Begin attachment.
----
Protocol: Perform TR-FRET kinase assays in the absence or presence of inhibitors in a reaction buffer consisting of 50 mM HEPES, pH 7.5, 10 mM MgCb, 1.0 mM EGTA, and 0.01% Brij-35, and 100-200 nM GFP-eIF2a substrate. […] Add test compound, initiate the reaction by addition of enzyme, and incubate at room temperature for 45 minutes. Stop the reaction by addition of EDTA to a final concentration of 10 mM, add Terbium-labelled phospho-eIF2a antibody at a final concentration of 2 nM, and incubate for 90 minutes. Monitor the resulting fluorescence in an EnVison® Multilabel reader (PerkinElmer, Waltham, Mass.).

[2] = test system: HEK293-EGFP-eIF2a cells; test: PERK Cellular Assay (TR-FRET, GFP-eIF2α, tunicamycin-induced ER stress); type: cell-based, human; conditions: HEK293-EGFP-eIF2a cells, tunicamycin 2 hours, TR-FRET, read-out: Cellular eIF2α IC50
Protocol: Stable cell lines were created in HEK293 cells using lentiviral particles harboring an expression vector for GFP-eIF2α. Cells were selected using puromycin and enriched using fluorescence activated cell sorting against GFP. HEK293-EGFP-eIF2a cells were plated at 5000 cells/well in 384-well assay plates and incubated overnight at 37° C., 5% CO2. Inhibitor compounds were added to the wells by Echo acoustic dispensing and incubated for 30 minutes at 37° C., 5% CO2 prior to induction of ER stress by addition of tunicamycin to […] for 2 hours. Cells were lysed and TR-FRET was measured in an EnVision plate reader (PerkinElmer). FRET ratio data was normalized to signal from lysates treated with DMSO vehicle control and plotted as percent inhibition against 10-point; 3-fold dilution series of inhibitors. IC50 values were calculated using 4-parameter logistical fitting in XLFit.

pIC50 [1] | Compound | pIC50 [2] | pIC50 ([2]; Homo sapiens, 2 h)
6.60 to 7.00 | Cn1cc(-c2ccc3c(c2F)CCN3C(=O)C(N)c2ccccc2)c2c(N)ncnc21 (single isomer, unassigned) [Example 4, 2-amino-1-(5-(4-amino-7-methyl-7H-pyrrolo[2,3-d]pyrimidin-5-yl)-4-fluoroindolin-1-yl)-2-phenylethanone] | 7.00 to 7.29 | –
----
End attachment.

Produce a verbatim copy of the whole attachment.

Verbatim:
Protocol: Perform TR-FRET kinase assays in the absence or presence of inhibitors in a reaction buffer consisting of 50 mM HEPES, pH 7.5, 10 mM MgCb, 1.0 mM EGTA, and 0.01% Brij-35, and 100-200 nM GFP-eIF2a substrate. […] Add test compound, initiate the reaction by addition of enzyme, and incubate at room temperature for 45 minutes. Stop the reaction by addition of EDTA to a final concentration of 10 mM, add Terbium-labelled phospho-eIF2a antibody at a final concentration of 2 nM, and incubate for 90 minutes. Monitor the resulting fluorescence in an EnVison® Multilabel reader (PerkinElmer, Waltham, Mass.).

[2] = test system: HEK293-EGFP-eIF2a cells; test: PERK Cellular Assay (TR-FRET, GFP-eIF2α, tunicamycin-induced ER stress); type: cell-based, human; conditions: HEK293-EGFP-eIF2a cells, tunicamycin 2 hours, TR-FRET, read-out: Cellular eIF2α IC50
Protocol: Stable cell lines were created in HEK293 cells using lentiviral particles harboring an expression vector for GFP-eIF2α. Cells were selected using puromycin and enriched using fluorescence activated cell sorting against GFP. HEK293-EGFP-eIF2a cells were plated at 5000 cells/well in 384-well assay plates and incubated overnight at 37° C., 5% CO2. Inhibitor compounds were added to the wells by Echo acoustic dispensing and incubated for 30 minutes at 37° C., 5% CO2 prior to induction of ER stress by addition of tunicamycin to […] for 2 hours. Cells were lysed and TR-FRET was measured in an EnVision plate reader (PerkinElmer). FRET ratio data was normalized to signal from lysates treated with DMSO vehicle control and plotted as percent inhibition against 10-point; 3-fold dilution series of inhibitors. IC50 values were calculated using 4-parameter logistical fitting in XLFit.

pIC50 [1] | Compound | pIC50 [2] | pIC50 ([2]; Homo sapiens, 2 h)
6.60 to 7.00 | Cn1cc(-c2ccc3c(c2F)CCN3C(=O)C(N)c2ccccc2)c2c(N)ncnc21 (single isomer, unassigned) [Example 4, 2-amino-1-(5-(4-amino-7-methyl-7H-pyrrolo[2,3-d]pyrimidin-5-yl)-4-fluoroindolin-1-yl)-2-phenylethanone] | 7.00 to 7.29 | –